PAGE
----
The main difference is that “experience” can no longer form a basis for making product claims. Until these bots become aware of themselves, attributing positive feedback to AI influencers runs the risk of “astroturfing” – the practice of making false reviews for an organization’s own benefit. . Since Canadian authorities have yet to provide public guidance on the specific issues posed by AI influencers, advertisers should exercise caution when deploying AI influencer marketing. Consideration should be given to whether posts sponsored by AI influencers should include additional information regarding the influencer humanity (or lack thereof).

That said, AI influencers can be compared to dedicated AI mascots. If an AI mascot speaks for only one company, repeated reminders of the material connection to its creator are unlikely to be necessary because the connection is clear, such as when dedicated human spokespersons promote their affiliate brand.

Consequences in case of violation

Advertising standards reviews several hundred advertisements each year, of which 50 to 60 are referred for a full assessment. When someone contravenes Canadian standards, the advertiser is invited to modify or withdraw the ad. Ad Standards also publishes public reports explaining why, after its assessment, the ad was found to be non-compliant.

Beyond these reports, there has been little enforcement by Canadian authorities so far. Regulators choose an educational approach – as when, in December 2019, the Competition Bureau sent letters to nearly 100 brands and agencies involved in influencer marketing, warning them to make sure their practices comply with the law.

There is one notable exception, however. In 2015, Bell was fined $ 1.25 million by the Competition Bureau for asking Bell employees to write favorable reviews of Bell products on various websites and web application platforms. without disclosing their employment status. It remains to be seen whether the Competition Bureau will continue this sanctions-focused approach against influencers and individual advertisers.

In the United States, where influencer marketing is regulated by the Federal Trade Commission (FTC), the FTC has sent over 90 letters to high-visibility advertisers and mega influencers, reminding recipients of the obligation to clearly disclose and visibly any important link in the influencer. posts. This type of emphasis on education rather than punishment is another way of looking at future action by Canadian authorities.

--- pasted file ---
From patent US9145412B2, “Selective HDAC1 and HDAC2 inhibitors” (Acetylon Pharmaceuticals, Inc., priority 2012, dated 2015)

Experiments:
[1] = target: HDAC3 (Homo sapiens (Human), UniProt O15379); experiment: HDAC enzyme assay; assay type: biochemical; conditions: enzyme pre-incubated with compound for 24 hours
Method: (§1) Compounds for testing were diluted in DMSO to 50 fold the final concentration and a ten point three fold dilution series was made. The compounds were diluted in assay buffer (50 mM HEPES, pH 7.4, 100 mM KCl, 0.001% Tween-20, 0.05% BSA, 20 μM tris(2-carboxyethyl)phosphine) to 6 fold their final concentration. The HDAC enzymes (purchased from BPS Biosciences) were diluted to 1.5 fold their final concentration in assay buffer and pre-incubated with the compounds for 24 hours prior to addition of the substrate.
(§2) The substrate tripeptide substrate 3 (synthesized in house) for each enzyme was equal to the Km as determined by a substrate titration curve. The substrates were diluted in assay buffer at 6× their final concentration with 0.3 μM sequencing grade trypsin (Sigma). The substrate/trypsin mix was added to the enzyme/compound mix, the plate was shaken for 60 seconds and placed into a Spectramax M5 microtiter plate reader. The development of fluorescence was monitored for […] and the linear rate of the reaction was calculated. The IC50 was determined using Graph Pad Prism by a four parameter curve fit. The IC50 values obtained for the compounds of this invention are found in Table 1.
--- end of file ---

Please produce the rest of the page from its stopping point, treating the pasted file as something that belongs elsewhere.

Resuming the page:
Appropriate and legal marketing is seen as a shared responsibility. When regulators look at influencer marketing, they look at all the entities involved and hold everyone accountable. This includes not only the influencer and the advertiser, but also the intermediaries such as the ad agency and the social media platform.

By respecting the Golden Rules, advertisers and influencers ensure both compliance with Advertising Standards Canada and Competition law and maintaining public trust (because, of course, the biggest risk of bad marketing is bad press). Proper disclosure of the sponsorship or promotion demonstrates the integrity of the advertiser and influencer. While the Competition Bureau is unlikely to tackle a specific violation, the implementation of the Golden Rules promotes consumer confidence.

Best practices

Advertisers can take steps to adhere to the golden rules of influencer marketing by building strong agreements with the influencers they hire. These agreements should clearly state what type of content is acceptable and what type of content is unacceptable, including the requirement to disclose a material link and to only make statements about a product that are truthful and based on adequate testing.

To ensure compliance, advertisers should have the right under their influencer contract to remove an influencer post for any reason, as well as provisions that limit the advertiser’s liability if the ‘influencer “goes rogue” and does not follow the Golden Rules.

In light of the potential pitfalls of influencer marketing, it is crucial that anyone engaging in such activity seek legal advice from their advertising advisor to ensure they are following the Golden Rules.